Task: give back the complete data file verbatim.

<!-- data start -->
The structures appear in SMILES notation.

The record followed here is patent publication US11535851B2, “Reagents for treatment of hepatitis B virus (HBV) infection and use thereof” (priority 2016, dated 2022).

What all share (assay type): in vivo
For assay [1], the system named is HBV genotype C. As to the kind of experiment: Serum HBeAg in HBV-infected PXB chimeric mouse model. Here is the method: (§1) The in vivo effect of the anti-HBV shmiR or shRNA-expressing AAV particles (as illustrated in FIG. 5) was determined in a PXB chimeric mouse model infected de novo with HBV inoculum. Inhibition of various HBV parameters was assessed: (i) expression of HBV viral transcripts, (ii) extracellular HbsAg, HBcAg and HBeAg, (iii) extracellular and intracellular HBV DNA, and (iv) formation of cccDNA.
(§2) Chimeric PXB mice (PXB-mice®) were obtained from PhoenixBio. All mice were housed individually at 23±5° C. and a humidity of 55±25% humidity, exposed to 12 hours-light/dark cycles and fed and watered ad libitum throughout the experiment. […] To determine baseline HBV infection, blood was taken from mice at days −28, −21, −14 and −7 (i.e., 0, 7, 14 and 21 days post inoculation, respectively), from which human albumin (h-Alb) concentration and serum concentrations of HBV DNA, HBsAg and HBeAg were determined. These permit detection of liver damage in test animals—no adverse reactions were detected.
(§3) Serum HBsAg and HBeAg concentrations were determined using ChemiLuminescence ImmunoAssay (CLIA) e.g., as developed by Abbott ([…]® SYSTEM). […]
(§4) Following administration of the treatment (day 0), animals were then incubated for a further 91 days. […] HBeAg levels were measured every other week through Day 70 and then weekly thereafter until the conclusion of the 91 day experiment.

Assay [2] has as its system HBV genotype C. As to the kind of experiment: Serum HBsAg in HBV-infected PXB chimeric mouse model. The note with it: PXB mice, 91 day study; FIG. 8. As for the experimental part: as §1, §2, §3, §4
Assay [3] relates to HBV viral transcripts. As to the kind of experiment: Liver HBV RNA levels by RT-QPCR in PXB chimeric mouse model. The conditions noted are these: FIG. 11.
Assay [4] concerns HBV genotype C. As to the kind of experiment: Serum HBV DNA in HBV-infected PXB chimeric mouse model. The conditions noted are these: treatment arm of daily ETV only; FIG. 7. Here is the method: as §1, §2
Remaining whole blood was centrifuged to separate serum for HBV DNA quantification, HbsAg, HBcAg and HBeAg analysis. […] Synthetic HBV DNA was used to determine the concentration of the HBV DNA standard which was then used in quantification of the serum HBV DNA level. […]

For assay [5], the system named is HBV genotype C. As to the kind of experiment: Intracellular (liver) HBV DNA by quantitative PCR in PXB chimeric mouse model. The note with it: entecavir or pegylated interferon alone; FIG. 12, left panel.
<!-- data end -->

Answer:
The structures appear in SMILES notation.

The record followed here is patent publication US11535851B2, “Reagents for treatment of hepatitis B virus (HBV) infection and use thereof” (priority 2016, dated 2022).

What all share (assay type): in vivo
For assay [1], the system named is HBV genotype C. As to the kind of experiment: Serum HBeAg in HBV-infected PXB chimeric mouse model. Here is the method: (§1) The in vivo effect of the anti-HBV shmiR or shRNA-expressing AAV particles (as illustrated in FIG. 5) was determined in a PXB chimeric mouse model infected de novo with HBV inoculum. Inhibition of various HBV parameters was assessed: (i) expression of HBV viral transcripts, (ii) extracellular HbsAg, HBcAg and HBeAg, (iii) extracellular and intracellular HBV DNA, and (iv) formation of cccDNA.
(§2) Chimeric PXB mice (PXB-mice®) were obtained from PhoenixBio. All mice were housed individually at 23±5° C. and a humidity of 55±25% humidity, exposed to 12 hours-light/dark cycles and fed and watered ad libitum throughout the experiment. […] To determine baseline HBV infection, blood was taken from mice at days −28, −21, −14 and −7 (i.e., 0, 7, 14 and 21 days post inoculation, respectively), from which human albumin (h-Alb) concentration and serum concentrations of HBV DNA, HBsAg and HBeAg were determined. These permit detection of liver damage in test animals—no adverse reactions were detected.
(§3) Serum HBsAg and HBeAg concentrations were determined using ChemiLuminescence ImmunoAssay (CLIA) e.g., as developed by Abbott ([…]® SYSTEM). […]
(§4) Following administration of the treatment (day 0), animals were then incubated for a further 91 days. […] HBeAg levels were measured every other week through Day 70 and then weekly thereafter until the conclusion of the 91 day experiment.

Assay [2] has as its system HBV genotype C. As to the kind of experiment: Serum HBsAg in HBV-infected PXB chimeric mouse model. The note with it: PXB mice, 91 day study; FIG. 8. As for the experimental part: as §1, §2, §3, §4
Assay [3] relates to HBV viral transcripts. As to the kind of experiment: Liver HBV RNA levels by RT-QPCR in PXB chimeric mouse model. The conditions noted are these: FIG. 11.
Assay [4] concerns HBV genotype C. As to the kind of experiment: Serum HBV DNA in HBV-infected PXB chimeric mouse model. The conditions noted are these: treatment arm of daily ETV only; FIG. 7. Here is the method: as §1, §2
Remaining whole blood was centrifuged to separate serum for HBV DNA quantification, HbsAg, HBcAg and HBeAg analysis. […] Synthetic HBV DNA was used to determine the concentration of the HBV DNA standard which was then used in quantification of the serum HBV DNA level. […]

For assay [5], the system named is HBV genotype C. As to the kind of experiment: Intracellular (liver) HBV DNA by quantitative PCR in PXB chimeric mouse model. The note with it: entecavir or pegylated interferon alone; FIG. 12, left panel.